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Bonus Quotation of the Day…

… is from pages xi-xii of economic historian Robert Higgs’s pioneering and persuasive 1977 book, Competition and Coercion: Blacks in the American Economy, 1865-1914:

Schumpeterian competition takes place in the world of flesh and blood; Samuelsonian competition makes its home on classroom blackboards. Real competition occurs in a context of imperfectly enforced private property rights, substantial transaction costs, risks of various kinds, and limited information about market opportunities and resource costs – all subject to unexpected change from one day to the next. Real competition takes time, sometimes years, to exert profound effects on broad societal patterns of resource allocation and income distribution. Competitive processes create certain tendencies toward equilibrium, but a condition of system-wide balance is rarely maintained for long. Competitive processes are incessant, the market ever in flux, though not always in equal degree. Discernible patterns emerge for tendencies of the competitive market process, but in no meaningful sense can the dynamic competitive process be described as “perfect” or “optimal.” It is a process of discovery and creation, neither perfect nor imperfect. It is the means by which the market economy propels itself toward an unknown destination through the uncharted seas of unique historical circumstances.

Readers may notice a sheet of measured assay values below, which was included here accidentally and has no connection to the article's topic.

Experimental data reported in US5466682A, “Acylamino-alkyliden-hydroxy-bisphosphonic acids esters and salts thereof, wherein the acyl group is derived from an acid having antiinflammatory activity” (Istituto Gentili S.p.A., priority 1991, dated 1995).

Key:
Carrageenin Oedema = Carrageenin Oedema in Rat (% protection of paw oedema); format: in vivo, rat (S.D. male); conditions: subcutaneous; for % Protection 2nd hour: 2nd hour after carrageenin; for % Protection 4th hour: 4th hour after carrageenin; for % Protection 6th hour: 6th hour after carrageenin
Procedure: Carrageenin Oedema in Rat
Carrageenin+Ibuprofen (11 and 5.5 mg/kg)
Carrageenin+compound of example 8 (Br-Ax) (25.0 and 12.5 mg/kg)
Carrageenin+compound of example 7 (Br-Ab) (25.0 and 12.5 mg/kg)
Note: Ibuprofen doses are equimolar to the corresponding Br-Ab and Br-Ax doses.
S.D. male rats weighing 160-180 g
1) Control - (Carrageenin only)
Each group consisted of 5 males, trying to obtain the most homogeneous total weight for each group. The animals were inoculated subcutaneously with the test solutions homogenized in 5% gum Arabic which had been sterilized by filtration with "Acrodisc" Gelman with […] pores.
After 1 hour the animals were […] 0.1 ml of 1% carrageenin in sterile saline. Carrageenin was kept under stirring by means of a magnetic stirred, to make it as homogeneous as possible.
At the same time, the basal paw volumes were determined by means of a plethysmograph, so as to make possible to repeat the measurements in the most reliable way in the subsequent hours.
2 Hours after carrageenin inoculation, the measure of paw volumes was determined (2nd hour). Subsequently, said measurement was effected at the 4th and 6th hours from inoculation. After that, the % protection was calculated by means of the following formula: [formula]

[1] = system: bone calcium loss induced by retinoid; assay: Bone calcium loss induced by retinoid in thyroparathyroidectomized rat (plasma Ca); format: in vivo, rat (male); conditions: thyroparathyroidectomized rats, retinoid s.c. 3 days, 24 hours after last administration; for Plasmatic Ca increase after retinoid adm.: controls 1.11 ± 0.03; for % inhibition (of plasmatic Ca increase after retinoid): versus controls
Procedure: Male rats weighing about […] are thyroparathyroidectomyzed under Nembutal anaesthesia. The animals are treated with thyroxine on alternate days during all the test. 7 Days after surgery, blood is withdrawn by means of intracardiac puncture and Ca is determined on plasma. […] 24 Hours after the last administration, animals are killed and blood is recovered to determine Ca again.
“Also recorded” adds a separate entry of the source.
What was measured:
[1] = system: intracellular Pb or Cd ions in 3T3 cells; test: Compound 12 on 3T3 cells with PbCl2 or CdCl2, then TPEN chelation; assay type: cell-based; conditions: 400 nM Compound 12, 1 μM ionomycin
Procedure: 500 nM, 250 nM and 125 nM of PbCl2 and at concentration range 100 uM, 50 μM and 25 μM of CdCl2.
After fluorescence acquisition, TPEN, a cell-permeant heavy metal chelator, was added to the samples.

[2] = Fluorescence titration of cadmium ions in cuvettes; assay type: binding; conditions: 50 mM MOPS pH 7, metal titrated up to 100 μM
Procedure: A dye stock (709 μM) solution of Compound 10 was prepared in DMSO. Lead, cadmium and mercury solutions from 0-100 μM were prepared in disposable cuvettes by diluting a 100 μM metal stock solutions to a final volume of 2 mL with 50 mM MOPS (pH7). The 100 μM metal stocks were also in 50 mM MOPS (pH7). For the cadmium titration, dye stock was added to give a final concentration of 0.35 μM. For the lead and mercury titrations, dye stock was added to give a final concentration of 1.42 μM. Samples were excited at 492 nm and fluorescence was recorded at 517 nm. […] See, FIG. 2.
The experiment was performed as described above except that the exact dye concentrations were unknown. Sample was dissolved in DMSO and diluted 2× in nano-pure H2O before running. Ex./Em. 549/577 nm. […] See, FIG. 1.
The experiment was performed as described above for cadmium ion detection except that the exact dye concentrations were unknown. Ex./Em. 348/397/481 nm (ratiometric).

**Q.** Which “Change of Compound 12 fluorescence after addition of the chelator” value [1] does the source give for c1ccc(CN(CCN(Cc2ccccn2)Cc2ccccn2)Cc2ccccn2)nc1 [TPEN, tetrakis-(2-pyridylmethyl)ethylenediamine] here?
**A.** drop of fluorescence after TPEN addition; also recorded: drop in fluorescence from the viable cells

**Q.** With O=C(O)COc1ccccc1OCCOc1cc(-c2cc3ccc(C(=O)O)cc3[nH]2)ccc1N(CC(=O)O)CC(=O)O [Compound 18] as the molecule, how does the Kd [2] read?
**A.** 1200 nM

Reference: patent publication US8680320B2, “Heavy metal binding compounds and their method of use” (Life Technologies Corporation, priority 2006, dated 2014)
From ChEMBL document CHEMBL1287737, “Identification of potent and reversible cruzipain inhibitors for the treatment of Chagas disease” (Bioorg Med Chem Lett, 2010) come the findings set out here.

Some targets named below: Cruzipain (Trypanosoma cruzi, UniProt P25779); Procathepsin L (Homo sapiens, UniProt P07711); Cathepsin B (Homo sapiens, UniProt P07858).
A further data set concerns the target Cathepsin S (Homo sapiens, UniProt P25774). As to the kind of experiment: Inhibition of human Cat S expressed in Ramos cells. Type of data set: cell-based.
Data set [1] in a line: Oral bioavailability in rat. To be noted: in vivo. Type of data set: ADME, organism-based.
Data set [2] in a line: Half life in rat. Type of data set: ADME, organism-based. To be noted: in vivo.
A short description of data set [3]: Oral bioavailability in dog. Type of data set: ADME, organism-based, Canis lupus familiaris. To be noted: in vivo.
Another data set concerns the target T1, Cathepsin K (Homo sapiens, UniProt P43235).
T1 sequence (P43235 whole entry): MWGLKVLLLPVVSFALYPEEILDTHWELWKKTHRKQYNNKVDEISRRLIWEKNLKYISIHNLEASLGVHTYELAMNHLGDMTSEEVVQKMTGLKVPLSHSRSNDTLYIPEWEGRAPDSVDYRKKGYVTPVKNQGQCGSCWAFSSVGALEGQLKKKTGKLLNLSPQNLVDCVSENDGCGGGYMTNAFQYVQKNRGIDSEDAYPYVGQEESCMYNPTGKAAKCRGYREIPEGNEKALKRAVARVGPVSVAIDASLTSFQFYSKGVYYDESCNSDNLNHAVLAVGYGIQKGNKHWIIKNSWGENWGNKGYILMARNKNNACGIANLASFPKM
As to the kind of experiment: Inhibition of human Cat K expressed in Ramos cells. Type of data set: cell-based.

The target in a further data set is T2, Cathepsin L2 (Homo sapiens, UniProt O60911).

DBx: Beautifully put.

The hubris of many people is exposed by their offering or embrace of schemes to use state power to direct market competition so that it generates specific outcomes. Extraordinary naïveté – and arrogance – is manifest in all calls for the state to ensure that only those particular changes occur that some politician or intellectual approves of in advance.

Most thinking and commentary about economic processes remains in 2023 roughly at the same stage as was thinking and commentary about human physiology and medical care in 1023. Such thinking and commentary consists mostly of confident repetitions of superstitions, perpetuations of myths, expressions of magical notions, obsessions with imaginary monsters, ornery refusals to look beyond immediate sensual and mental impressions, and inability to shed the primitive idea that observed order must be the result of a designing mind.